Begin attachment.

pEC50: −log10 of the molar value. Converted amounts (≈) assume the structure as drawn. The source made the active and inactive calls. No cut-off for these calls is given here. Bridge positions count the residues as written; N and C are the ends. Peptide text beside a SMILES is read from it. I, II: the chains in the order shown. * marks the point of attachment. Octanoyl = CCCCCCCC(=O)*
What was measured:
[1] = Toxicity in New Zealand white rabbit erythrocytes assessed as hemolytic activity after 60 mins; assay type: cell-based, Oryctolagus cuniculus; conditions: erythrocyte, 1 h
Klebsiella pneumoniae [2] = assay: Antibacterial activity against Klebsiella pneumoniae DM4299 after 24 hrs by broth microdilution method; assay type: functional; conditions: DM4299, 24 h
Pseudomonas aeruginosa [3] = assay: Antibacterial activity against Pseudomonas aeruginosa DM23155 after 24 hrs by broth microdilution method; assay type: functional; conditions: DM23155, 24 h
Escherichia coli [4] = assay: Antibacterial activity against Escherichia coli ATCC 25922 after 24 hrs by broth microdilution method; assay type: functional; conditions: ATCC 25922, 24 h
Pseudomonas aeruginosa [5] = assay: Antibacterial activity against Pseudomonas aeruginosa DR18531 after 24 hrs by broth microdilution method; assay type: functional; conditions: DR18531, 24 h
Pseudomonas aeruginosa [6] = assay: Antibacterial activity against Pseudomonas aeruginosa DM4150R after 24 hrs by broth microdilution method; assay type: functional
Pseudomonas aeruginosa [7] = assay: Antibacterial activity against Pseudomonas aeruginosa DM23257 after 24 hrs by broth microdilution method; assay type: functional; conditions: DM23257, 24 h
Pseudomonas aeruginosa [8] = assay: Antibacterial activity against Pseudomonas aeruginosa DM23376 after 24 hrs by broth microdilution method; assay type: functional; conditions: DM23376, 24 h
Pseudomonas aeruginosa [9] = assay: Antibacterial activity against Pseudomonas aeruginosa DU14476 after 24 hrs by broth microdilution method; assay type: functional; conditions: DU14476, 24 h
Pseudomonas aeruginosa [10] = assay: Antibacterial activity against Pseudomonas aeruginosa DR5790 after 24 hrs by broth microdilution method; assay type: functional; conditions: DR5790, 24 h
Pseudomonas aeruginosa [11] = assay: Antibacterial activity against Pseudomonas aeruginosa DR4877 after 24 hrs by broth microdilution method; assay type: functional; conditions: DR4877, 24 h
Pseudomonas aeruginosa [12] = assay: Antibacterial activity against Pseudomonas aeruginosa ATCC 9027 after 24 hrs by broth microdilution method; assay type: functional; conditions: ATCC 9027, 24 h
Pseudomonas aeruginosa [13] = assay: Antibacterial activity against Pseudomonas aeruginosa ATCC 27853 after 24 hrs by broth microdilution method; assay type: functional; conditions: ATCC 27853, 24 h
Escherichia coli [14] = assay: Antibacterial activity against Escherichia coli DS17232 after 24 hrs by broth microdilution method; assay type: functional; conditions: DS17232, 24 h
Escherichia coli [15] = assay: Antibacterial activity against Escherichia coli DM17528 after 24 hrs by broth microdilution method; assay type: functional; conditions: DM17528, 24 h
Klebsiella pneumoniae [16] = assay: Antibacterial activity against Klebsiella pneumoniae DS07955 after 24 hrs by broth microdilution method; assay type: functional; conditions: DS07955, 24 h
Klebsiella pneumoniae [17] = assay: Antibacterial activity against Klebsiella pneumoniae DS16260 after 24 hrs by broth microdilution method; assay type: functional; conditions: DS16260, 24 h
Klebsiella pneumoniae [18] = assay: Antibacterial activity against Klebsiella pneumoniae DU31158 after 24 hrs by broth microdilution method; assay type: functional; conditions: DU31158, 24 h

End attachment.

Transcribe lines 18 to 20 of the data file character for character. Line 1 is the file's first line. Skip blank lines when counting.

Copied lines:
Klebsiella pneumoniae [16] = assay: Antibacterial activity against Klebsiella pneumoniae DS07955 after 24 hrs by broth microdilution method; assay type: functional; conditions: DS07955, 24 h
Klebsiella pneumoniae [17] = assay: Antibacterial activity against Klebsiella pneumoniae DS16260 after 24 hrs by broth microdilution method; assay type: functional; conditions: DS16260, 24 h
Klebsiella pneumoniae [18] = assay: Antibacterial activity against Klebsiella pneumoniae DU31158 after 24 hrs by broth microdilution method; assay type: functional; conditions: DU31158, 24 h